Tasmania Waterfalls (Australia)
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Tasmania Waterfalls (TAS) provided our waterfalling excuse to explore the only "Island State" in Australia, but we also noticed from their license plates that it also proudly proclaimed itself to be the "Natural State". After all, it featured some of the largest tracts of contiguous untouched wilderness in the country in the Tasmanian Wilderness World Heritage Area, which dominated much of western and southwestern Tasmania. Meanwhile, at the northern end of this wilderness was the iconic and popular Cradle Mountain-Lake St Clair National Park featuring the strangely-shaped peak of Cradle Mountain itself. With such natural assets,, this was certainly the state to find many of these waterfalls.
Situated in the so-called Roaring 40s latitude (similar to New Zealand), we figured that the island would be typically subject to a very wet climate subject as well as some fairly erratic and variable weather. Given this reputation, it would be a haven for waterfall lovers like ourselves looking for something contrasting the typically dry and arid reputation of the Australian Outback on the mainland. And as you can see from the map above, there was certainly no shortage of waterfalling excursions that Julie and I partook in.
As if that weren't enough, we also complemented our waterfalling with other natural and historical attractions in Tassie such as the Port Arthur Historical Site, Launceston's Cataract Gorge, the peace and quiet bayside town of St Helens, and the coastal formations near Dootown (a town neighboring blowholes, arches, and coastal views where you doo
have opportunities to take many photos).
Given the plethora of waterfalls that Julie and I have encountered in the Island State, we have broken up the state further into the following divisions - Eastern and Northeastern Tasmania
, Southern and Central Tasmania
, and Western and Northwestern Tasmania
What we're calling the Eastern and Northeastern Tasmania Region pretty much consists of the area to the east of Launceston. The lone exception so far is Liffey Falls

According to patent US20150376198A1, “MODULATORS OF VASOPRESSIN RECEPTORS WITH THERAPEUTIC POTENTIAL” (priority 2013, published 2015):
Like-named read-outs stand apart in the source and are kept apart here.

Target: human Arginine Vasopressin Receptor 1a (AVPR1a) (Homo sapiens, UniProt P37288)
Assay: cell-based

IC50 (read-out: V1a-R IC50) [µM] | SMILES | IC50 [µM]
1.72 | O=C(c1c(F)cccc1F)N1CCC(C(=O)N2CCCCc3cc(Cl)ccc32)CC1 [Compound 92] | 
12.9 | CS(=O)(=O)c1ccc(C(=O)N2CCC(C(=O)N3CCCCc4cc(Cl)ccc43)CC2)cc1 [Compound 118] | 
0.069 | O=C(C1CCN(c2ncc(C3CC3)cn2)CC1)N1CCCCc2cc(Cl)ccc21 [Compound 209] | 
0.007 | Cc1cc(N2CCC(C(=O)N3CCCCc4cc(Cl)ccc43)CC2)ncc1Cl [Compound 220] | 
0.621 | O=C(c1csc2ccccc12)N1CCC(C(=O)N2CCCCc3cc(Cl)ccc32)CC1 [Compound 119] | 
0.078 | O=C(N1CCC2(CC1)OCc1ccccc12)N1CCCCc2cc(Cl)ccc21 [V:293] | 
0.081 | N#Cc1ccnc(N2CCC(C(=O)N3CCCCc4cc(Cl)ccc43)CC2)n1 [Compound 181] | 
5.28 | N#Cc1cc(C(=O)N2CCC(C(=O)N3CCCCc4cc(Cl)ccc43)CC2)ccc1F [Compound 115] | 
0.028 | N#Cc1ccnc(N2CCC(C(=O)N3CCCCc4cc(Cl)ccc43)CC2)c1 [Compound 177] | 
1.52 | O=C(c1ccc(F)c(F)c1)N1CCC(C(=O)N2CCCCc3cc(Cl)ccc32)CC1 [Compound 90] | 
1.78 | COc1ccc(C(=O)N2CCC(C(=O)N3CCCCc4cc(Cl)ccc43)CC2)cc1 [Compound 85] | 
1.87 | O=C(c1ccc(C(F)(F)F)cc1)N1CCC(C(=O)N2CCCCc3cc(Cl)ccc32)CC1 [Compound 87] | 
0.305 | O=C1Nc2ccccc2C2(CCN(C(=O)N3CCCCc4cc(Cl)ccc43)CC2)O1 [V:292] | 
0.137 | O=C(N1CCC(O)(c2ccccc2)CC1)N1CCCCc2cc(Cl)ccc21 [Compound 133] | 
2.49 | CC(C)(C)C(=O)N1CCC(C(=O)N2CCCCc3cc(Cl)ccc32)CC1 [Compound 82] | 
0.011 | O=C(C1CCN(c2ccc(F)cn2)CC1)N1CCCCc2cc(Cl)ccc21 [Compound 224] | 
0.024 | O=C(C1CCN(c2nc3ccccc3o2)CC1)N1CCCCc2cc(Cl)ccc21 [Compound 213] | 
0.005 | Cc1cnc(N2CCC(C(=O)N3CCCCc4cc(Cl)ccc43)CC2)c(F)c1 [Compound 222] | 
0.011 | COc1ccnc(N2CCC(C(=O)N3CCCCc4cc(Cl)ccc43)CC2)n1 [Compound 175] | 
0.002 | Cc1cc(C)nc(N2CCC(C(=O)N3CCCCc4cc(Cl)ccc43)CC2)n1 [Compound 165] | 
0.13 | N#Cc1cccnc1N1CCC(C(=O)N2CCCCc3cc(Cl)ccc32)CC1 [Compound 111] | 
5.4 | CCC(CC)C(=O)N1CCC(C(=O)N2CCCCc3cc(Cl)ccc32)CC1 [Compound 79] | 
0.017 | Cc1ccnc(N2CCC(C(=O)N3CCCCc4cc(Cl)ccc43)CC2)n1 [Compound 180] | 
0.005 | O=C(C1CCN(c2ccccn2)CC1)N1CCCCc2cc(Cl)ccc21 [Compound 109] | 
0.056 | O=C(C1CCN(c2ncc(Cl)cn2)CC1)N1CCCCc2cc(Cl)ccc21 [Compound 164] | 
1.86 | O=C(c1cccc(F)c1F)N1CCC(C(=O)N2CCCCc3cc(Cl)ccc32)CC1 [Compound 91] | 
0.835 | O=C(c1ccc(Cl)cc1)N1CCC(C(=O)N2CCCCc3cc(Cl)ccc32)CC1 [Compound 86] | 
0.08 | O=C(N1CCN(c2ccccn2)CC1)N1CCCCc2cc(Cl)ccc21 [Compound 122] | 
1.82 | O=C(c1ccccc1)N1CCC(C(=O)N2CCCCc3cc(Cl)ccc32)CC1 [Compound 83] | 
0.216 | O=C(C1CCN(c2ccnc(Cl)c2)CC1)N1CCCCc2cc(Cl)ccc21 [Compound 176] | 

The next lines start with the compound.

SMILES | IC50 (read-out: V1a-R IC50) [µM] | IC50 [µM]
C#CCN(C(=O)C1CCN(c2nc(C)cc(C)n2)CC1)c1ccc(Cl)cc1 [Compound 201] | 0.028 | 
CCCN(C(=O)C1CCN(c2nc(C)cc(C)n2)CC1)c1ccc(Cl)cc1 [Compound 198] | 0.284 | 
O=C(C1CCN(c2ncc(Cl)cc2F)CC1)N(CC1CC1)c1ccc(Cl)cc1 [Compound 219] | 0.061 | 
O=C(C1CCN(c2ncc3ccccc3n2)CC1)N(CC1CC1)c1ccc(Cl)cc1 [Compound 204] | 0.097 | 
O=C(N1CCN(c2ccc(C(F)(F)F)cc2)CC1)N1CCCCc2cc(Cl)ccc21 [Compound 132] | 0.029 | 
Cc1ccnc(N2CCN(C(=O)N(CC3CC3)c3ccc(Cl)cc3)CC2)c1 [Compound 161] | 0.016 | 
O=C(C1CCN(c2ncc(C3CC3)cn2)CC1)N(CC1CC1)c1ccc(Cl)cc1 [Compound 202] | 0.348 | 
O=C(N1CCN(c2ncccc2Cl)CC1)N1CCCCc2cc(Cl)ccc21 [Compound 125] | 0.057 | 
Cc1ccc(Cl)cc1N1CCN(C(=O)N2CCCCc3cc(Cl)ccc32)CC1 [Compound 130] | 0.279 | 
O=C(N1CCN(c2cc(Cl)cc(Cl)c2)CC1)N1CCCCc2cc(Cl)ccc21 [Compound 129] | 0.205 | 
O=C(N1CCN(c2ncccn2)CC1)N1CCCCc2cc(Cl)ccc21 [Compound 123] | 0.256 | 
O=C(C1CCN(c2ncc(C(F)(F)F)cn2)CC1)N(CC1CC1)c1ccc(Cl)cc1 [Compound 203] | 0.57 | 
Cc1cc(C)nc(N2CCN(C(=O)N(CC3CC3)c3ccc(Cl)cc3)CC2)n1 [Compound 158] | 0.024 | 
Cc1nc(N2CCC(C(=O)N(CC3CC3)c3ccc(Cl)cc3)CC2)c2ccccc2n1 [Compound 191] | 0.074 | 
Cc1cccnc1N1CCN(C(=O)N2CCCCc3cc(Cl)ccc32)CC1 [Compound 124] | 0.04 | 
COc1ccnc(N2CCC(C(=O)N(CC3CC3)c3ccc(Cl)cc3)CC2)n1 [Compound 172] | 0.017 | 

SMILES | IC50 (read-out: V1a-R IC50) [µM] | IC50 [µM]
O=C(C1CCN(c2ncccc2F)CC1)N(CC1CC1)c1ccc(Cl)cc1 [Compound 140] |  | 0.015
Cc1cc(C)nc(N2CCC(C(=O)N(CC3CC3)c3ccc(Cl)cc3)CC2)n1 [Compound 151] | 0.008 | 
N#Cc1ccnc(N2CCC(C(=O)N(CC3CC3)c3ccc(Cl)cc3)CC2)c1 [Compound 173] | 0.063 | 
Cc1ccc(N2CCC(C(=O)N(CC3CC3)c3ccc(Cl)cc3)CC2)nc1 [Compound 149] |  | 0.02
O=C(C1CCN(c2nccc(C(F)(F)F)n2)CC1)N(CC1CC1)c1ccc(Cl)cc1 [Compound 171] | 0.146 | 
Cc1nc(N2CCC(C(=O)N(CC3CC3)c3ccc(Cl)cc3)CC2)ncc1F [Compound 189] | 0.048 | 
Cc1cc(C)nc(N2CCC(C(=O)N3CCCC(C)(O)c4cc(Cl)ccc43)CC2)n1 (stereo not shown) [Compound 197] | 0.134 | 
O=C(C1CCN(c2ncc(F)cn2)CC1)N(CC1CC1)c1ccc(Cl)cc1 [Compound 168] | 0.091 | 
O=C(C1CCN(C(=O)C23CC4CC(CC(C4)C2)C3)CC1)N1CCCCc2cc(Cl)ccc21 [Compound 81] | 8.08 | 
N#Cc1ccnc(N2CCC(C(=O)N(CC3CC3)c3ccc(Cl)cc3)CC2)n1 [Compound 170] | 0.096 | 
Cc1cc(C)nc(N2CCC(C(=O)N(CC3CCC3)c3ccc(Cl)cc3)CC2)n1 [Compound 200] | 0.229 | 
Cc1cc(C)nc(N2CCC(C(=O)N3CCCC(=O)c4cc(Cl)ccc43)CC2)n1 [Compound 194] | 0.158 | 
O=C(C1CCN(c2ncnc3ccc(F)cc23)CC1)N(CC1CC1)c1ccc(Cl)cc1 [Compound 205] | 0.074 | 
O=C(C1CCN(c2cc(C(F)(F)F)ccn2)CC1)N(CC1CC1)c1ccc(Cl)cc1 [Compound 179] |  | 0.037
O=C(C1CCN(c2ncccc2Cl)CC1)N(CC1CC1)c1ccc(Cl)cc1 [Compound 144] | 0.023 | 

, which we felt was close enough to the city to be placed on this division. Among the other waterfalls that we've seen in this division include the tall St Columba Falls
and Meetus Falls
The Southern and Central Tasmania Region was kind of a catch-all area to the west and south of Hobart and to the east of the Franklin-Gordon Wild Rivers National Park. Included in this division was Tasmania's most popular waterfall in the graceful and curtainous Russell Falls
as well as one of our most adventurous waterfalling excursions in Adamsons Falls
Finally, the Western and Northwestern Tasmania Region covered the wilder side of the island as it included the concentration of National Parks like Franklin-Gordon Wild Rivers and Cradle Mountain-Lake St Clair. So it wasn't surprising that this division had the highest concentration of waterfalls of what Julie and I were able to witness during our time in Tassie. Among the waterfalling highlights here include Montezuma Falls
and Nelson Falls
. Meanwhile, there were waterfalls featured in city or town parks such as Oldaker Falls
and Hogarth Falls
Even though our time spent in the Spring of 2006 in Tasmania just so happened to have followed one of their driest winters on record, many waterfalls were still flowing. However, most of them didn't have quite the volume that appeared to be their norm. In fact, even a few were dry. Thus, our waterfall experiences were adversely impacted, and we hope you will have a better waterfall viewing experience than what we've encountered so far.
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